UK government proposes high-speed rail link

By Chris Sleight12 March 2010

The UK government has proposed the construction of a high-speed rail link between London and Birmingham. The scheme is part of a new national high-speed rail strategy that could see the Edinburgh, Glasgow, Leeds, Liverpool, Manchester, Newcastle and Sheffield connected to London.

The next step in the process will be taken after the UK general election, due this summer, but both main political parties have voiced their support for a national high-speed rail network.

If the 200 km London to Birmingham link goes ahead, construction is unlikely to start before 2019, and the budget for the scheme is put at UK£ 15,8 billion (€ 17,4 billion) and UK£ 17,4 billion (€ 19,3 billion) at today's prices. The line could open in 2026.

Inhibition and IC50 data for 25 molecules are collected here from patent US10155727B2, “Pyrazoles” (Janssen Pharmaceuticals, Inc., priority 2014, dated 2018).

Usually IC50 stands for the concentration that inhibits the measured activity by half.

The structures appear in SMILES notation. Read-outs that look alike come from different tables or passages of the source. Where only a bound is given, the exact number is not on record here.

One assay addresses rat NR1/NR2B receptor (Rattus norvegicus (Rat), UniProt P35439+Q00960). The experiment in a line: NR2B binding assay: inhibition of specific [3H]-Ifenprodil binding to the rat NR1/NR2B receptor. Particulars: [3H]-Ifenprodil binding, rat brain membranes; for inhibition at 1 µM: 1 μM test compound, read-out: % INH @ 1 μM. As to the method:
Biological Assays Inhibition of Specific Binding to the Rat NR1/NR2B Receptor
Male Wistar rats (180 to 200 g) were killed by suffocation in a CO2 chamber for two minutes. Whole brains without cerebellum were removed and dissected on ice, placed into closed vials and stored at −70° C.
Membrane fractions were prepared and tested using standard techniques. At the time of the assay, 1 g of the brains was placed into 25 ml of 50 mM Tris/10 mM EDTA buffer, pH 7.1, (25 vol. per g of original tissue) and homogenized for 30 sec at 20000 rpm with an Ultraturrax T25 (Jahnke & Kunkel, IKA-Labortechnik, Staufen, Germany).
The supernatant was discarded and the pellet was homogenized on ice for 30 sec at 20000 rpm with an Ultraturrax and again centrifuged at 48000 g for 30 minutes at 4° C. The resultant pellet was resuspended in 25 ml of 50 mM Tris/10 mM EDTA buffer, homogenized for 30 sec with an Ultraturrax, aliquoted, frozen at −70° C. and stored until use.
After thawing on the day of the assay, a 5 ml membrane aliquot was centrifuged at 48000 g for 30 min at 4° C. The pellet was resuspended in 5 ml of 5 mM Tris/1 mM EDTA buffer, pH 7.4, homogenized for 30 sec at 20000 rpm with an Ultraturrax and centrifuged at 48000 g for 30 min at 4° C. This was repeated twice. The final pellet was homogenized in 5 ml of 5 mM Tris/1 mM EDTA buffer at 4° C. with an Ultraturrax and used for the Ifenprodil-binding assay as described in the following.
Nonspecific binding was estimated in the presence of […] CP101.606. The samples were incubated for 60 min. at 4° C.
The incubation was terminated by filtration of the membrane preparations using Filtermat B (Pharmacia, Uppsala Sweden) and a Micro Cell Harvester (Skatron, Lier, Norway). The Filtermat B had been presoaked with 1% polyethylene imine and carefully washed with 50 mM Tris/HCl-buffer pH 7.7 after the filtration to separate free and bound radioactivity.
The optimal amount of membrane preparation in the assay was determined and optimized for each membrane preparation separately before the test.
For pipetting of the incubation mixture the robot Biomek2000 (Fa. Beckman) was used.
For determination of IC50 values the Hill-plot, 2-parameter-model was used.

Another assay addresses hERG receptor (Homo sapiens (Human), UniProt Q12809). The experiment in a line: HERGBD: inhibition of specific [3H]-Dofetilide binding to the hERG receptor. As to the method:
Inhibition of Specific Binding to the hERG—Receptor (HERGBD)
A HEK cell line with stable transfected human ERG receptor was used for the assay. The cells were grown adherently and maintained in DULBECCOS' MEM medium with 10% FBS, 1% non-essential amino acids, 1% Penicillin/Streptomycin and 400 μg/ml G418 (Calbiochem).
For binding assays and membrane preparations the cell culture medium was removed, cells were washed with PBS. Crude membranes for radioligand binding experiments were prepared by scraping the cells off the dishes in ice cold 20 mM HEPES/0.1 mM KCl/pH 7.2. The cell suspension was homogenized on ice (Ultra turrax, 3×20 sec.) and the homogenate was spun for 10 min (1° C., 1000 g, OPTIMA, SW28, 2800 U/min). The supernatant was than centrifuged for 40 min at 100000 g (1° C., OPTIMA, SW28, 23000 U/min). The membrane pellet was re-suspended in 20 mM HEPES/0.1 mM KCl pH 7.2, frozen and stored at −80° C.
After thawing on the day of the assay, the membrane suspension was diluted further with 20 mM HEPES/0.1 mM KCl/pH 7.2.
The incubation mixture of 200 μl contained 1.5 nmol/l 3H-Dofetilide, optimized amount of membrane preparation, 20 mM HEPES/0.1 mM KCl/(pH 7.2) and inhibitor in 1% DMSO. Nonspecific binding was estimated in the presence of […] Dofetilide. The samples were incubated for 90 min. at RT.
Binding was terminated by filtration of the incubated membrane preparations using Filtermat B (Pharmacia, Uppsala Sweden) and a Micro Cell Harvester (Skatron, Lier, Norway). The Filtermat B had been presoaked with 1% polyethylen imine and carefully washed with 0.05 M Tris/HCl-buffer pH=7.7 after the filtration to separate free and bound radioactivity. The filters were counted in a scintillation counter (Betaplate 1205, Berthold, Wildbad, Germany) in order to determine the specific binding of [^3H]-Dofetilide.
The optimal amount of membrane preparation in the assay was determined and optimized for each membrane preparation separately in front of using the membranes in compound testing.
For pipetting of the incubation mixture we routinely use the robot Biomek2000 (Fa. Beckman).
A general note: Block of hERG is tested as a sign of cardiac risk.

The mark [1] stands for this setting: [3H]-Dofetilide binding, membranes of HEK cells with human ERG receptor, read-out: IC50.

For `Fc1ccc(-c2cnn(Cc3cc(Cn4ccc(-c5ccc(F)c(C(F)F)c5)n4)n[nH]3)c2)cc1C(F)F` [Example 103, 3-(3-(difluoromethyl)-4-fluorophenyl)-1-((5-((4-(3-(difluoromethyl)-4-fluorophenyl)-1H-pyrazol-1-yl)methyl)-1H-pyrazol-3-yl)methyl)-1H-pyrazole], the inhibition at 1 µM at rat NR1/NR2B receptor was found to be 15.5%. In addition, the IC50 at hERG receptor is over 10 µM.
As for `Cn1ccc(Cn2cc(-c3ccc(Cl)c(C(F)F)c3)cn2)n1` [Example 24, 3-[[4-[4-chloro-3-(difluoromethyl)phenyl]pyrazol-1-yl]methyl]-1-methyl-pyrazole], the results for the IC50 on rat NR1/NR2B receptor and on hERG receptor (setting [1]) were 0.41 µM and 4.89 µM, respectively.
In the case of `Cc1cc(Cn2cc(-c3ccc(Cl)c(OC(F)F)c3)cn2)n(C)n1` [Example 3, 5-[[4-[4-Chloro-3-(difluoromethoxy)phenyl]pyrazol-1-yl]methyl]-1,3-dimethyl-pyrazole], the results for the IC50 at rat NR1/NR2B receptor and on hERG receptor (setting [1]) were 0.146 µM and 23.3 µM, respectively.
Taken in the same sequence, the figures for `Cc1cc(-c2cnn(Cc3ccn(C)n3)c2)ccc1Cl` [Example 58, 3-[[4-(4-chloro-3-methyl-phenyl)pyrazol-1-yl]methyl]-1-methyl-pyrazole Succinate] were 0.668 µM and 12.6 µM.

With trains running at up to 360 km/h, journey times between the two cities would be cut by 30 minutes to just 49 minutes.

However, the plans have been criticised in some quarters because the route will pass through the Chiltern Hills, and area to the north-west of London that has been designated an 'Area of Outstanding Natural Beauty' by the UK government since 1965.

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